Britain’s biggest charities hiring investigators to snoop on their wealthiest donors as ICO announces host of fines

Some of Britain’s largest charities have been fined thousands of pounds by the Information Commissioner’s Office after hiring private companies to snoop on their donors’ wealth. 

The ICO said that millions of donors had had their information misused by eleven charities who broke data protection laws while pushing for donations. 

The charities, which include Great Ormond Street Hospital Children’s Charity, the Royal British Legion, the NSPCC and Oxfam, were fined between £6,000 and £18,000 for hiring companies to collect information about donors without their knowledge.

The privacy watchdog said that some of the charities had been collecting information about donors including their income, property values and friendship circles.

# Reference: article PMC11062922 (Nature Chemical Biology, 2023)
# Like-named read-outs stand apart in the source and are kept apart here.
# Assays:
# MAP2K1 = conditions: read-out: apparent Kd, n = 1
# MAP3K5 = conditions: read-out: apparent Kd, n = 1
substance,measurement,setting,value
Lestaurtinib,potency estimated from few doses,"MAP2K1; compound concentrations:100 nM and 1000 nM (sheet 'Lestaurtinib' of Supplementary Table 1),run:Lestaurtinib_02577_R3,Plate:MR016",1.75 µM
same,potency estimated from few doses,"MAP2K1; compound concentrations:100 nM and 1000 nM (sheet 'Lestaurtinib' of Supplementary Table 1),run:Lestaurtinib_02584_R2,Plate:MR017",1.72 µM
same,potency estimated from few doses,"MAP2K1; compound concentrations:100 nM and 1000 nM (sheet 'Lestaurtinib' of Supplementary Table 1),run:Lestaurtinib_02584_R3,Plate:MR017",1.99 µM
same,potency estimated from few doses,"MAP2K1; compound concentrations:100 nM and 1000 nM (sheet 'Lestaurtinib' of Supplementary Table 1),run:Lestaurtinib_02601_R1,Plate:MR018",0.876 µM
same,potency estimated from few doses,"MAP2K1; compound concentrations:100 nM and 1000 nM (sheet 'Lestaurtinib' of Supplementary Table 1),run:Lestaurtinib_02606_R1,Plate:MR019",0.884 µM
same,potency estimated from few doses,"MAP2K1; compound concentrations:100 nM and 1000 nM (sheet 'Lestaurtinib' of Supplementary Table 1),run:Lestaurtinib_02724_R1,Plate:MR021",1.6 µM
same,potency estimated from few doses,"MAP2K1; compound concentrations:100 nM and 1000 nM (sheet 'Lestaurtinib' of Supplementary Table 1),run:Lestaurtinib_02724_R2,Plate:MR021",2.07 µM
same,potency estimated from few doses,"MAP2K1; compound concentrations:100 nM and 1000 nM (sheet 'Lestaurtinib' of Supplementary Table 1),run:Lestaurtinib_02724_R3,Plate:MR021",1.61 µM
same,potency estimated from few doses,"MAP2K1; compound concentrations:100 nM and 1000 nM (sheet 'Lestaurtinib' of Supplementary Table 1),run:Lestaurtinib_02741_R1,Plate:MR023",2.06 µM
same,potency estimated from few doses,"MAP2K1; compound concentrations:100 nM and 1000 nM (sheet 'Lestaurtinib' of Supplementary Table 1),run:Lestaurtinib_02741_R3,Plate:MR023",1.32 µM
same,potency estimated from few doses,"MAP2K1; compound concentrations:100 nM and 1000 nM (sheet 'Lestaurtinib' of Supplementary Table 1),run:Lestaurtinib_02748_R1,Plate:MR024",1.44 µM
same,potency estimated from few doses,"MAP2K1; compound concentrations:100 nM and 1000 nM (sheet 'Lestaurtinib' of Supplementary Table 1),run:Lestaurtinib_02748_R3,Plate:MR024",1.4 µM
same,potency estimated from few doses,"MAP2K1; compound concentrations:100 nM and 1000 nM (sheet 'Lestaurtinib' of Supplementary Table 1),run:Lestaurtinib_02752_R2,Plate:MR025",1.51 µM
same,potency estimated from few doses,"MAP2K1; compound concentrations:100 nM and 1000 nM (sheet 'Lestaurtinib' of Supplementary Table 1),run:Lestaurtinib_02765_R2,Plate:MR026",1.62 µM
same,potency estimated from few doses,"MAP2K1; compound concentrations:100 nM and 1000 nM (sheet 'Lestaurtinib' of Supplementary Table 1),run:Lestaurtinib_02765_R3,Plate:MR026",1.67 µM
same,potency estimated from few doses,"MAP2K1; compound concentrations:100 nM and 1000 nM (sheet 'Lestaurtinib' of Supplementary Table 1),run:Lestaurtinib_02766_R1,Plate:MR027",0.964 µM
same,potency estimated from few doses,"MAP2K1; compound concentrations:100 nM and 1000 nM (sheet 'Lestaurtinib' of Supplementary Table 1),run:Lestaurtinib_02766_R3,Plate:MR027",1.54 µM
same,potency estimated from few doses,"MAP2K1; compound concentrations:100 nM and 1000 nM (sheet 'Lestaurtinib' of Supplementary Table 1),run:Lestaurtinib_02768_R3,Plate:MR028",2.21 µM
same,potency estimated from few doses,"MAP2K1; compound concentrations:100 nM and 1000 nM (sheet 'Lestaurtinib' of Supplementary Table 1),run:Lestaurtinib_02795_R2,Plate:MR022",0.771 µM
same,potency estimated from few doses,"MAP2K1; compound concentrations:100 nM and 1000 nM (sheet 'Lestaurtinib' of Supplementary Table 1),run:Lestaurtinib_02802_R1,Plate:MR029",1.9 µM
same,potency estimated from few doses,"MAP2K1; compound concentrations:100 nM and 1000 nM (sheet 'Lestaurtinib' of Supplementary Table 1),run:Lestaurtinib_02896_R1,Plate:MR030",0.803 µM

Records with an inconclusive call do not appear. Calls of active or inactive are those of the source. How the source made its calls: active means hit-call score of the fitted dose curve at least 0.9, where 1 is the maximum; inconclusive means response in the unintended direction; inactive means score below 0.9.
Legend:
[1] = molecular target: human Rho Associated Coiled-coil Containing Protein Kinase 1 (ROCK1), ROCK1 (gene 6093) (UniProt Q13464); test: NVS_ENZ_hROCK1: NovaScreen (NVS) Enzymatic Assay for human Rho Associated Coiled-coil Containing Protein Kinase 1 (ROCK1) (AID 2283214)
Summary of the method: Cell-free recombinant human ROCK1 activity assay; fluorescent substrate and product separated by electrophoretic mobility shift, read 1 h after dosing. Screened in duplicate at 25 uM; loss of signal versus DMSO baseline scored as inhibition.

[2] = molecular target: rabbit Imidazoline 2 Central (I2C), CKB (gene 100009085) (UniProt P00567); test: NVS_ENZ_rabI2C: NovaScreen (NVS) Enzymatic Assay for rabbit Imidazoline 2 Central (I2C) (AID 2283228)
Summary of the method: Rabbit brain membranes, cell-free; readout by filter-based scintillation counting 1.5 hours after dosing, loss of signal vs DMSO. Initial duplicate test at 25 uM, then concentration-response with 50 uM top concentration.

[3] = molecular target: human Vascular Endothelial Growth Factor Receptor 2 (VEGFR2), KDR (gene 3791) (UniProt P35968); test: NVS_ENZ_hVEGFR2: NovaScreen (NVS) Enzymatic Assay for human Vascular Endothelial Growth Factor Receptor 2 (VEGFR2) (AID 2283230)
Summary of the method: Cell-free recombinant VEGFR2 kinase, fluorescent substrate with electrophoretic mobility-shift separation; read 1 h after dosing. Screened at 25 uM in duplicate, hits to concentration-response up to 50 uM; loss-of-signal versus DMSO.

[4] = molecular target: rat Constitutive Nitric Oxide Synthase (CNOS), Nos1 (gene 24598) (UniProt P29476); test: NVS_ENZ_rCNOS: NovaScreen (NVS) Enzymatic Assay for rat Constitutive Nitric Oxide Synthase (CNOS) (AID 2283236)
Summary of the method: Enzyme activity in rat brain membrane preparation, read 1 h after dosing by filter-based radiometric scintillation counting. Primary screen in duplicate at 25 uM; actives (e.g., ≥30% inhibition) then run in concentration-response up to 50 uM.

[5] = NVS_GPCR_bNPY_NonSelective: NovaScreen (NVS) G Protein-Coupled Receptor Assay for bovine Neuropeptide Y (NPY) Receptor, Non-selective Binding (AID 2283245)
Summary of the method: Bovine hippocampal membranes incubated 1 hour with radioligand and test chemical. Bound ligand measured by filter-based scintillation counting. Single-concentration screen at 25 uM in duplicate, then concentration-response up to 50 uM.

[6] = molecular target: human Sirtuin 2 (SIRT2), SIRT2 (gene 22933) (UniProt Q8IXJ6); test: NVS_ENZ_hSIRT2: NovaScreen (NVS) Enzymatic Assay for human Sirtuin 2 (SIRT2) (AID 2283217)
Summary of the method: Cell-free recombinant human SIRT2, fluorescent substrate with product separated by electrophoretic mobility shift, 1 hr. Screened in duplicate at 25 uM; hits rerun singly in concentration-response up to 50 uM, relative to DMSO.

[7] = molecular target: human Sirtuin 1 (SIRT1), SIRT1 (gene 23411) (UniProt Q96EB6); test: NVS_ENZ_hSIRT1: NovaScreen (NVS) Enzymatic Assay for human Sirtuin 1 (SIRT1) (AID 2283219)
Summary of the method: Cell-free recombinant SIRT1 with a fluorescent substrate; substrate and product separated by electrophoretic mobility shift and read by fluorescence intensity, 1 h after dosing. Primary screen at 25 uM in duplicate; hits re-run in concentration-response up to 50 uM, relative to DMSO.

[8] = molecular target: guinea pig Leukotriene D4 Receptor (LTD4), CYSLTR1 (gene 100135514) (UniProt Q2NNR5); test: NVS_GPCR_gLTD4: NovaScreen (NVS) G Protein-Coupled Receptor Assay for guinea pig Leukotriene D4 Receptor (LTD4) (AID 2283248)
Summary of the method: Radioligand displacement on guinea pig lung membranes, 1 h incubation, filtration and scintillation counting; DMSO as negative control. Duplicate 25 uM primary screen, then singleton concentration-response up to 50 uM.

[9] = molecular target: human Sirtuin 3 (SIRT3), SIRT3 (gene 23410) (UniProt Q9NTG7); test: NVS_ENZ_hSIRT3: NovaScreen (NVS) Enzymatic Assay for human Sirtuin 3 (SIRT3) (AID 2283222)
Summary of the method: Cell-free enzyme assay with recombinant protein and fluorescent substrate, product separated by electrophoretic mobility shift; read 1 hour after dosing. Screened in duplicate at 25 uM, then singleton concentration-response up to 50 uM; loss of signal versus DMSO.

Charities including Cancer Research UK, Great Ormond Street Hospital Children’s Charity, Macmillan Cancer Support, The Guide Dogs for the Blind Association, The Royal British Legion, and the NSPCC had been illegally screening their supporters based on their wealth, the ICO said. 

This information was used to target the wealthiest donors, in particular to persuade them to leave the charity a legacy in their will. 

Four of the charities were also fined for sharing information between themselves without donors’ permission. The ICO said that some of them “don’t know if the information has been shared one or one hundred times”. 

Oxfam and Battersea Dogs’ and Cats’ Home were fined for “tele-matching”, which is using information they already have to search for more contact information about donors even if they had not given their permission to do this.

In December the RSPCA and British Heart Foundation were also fined for data protection breaches. 


On – 05 Apr, 2017 By Olivia Rudgard